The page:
After seeing her during that walk on leash, I feel comfortable that she would avoid them if she could.
Having said all of that, there was no way to know when and where coyotes would appear out on BLM land.
They are just a fact of life here, and IF they showed up I wanted to be able to find my orange-clad dog.
A look back at that Tahoe as Kory and I began to wander down trail in search of who-knew-what..............
The ground was a little muddy, the world around me was filled with dried and dormant desert grasses, and (although I was pleased to be out with my pup), I really wanted snow.
Nothing was growing.  Nothing appeared alive.  And I was greatly looking forward to the time when snow would finally settle into SE Idaho and wash the region in frozen wonder.
Happily, that occurred only a couple of days later.................
A look towards the trail leading up into the hills of Cedar Butte..............
Only the top of Big Butte still visible, as Kory and I continued to walk the trail.............
Drawn to the hills to the left of the trail I veered in that direction, heading towards the gnarly, twisted cedar trees that I could see on top of the largest hill.
I could see large sections of buckled ground that told me that I was headed towards one more ancient lava field.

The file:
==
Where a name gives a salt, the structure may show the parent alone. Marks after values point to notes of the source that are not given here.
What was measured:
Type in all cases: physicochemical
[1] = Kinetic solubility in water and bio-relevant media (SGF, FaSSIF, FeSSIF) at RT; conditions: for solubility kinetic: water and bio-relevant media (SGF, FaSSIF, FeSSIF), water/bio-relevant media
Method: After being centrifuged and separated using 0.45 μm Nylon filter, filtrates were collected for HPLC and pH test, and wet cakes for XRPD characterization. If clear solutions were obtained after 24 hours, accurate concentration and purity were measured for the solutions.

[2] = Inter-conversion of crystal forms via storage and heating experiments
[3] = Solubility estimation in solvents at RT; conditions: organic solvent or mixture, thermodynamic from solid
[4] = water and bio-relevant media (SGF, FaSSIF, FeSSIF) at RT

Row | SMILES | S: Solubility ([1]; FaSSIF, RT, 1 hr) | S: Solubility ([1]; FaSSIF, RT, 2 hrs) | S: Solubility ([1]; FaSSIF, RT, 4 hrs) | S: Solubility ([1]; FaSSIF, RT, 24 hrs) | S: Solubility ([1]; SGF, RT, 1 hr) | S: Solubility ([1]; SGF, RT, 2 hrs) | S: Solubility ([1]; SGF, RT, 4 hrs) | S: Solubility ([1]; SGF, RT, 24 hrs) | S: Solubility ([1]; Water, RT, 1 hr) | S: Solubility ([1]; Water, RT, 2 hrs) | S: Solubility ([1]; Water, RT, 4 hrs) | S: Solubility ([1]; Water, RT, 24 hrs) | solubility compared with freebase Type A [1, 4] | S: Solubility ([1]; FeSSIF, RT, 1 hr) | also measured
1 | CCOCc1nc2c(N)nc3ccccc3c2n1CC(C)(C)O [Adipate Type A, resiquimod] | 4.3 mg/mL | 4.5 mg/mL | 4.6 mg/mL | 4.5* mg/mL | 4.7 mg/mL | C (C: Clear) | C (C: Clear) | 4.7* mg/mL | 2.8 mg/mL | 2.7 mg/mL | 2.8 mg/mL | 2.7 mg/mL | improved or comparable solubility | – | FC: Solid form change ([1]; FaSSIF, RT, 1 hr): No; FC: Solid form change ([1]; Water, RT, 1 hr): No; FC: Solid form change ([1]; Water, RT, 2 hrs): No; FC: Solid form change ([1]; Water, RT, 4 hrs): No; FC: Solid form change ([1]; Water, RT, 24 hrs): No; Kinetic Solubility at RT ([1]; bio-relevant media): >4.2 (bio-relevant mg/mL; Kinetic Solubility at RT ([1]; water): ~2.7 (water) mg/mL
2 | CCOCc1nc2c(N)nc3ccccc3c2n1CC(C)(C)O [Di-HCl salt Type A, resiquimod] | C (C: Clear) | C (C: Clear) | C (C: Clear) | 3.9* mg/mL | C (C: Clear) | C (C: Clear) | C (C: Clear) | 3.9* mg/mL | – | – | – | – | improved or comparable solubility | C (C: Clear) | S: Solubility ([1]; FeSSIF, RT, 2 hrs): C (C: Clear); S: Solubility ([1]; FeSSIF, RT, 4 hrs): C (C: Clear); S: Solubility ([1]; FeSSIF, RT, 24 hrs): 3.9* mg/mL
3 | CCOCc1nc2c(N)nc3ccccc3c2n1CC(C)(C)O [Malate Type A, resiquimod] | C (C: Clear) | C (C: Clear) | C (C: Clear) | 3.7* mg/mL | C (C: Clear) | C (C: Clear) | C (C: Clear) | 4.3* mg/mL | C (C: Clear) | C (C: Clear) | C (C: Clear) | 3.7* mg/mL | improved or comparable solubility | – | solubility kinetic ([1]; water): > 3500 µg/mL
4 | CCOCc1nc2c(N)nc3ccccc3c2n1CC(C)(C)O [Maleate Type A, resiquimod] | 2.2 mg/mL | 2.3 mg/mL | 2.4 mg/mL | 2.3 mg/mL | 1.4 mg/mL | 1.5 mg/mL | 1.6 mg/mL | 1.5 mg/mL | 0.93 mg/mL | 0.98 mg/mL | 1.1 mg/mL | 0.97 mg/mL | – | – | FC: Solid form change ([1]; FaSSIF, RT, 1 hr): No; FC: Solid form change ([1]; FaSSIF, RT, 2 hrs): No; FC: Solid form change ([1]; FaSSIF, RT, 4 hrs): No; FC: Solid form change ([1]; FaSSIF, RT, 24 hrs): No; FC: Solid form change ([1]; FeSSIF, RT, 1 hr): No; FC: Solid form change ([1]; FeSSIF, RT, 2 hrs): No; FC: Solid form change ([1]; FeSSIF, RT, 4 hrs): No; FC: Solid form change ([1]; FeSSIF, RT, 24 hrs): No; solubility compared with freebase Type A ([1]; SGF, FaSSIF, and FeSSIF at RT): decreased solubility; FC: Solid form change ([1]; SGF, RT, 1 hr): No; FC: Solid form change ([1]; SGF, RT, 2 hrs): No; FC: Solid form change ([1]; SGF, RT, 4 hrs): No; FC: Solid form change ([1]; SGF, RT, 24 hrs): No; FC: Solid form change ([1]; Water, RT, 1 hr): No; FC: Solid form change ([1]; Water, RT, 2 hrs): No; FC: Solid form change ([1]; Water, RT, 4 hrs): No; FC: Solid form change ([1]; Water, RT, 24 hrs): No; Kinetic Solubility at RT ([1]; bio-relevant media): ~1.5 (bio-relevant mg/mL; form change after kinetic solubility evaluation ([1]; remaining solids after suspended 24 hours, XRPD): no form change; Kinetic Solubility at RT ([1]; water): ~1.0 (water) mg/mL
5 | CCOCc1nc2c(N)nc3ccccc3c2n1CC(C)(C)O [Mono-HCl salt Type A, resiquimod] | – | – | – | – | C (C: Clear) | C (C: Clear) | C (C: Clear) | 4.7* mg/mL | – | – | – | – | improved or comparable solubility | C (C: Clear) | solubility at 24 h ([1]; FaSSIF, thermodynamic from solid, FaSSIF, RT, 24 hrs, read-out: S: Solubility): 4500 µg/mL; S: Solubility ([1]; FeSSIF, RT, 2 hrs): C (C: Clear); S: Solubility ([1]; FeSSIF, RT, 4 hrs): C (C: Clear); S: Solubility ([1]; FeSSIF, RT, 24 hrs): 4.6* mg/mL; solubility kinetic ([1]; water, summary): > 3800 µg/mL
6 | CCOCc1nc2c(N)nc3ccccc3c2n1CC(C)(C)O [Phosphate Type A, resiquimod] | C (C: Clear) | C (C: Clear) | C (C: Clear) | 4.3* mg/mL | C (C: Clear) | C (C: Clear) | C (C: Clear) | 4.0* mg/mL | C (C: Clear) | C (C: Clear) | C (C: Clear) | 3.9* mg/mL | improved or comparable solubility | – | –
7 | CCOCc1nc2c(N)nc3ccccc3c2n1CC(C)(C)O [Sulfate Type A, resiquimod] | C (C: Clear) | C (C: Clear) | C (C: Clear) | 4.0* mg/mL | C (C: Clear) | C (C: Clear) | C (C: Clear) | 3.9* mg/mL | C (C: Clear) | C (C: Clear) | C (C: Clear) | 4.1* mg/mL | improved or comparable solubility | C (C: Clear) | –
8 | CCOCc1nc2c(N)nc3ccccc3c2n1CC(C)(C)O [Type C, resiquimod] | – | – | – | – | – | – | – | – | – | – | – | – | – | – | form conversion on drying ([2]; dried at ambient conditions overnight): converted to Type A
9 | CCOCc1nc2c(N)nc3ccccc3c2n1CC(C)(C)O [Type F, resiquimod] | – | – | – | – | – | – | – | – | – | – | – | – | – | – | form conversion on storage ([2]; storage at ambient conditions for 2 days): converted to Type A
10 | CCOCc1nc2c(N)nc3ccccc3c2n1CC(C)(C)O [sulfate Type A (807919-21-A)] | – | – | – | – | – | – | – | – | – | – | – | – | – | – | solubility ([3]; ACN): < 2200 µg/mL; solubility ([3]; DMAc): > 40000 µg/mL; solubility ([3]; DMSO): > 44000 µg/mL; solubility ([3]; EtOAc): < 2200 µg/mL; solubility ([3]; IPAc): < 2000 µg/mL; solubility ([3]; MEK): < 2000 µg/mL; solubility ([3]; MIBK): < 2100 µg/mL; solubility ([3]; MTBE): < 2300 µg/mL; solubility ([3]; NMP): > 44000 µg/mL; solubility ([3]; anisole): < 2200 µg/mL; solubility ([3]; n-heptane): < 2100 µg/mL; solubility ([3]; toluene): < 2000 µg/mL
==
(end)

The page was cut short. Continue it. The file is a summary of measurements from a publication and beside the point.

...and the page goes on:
They were everywhere in this desert..............
The last time I had explored a lava field had been a month or so before, and during that trip with my dog the ground had been covered with snow.
Underneath that white covering I could not see the bows and buckles and waves that made up the lava rock.
These kinds of waves speak to me in some primitive way, and every time I see them I can almost feel the heat, almost see the violent explosions, almost smell the smoke that would have been in this place during a period when the earth was raging and filled with fire.
They are all hugely interesting to me, and in all the places that I have lived I have never seen this before.
The rocks are cracked and buckled and broken and porous, many times covered with moss and lichens.
They are also filled with air pockets and if you can find a small piece of lava rock that has broken away from the larger rocks, you can actually crumble it in your hand............
Headed towards the trees...............
As I made my way towards the lava rock hills I looked to my left.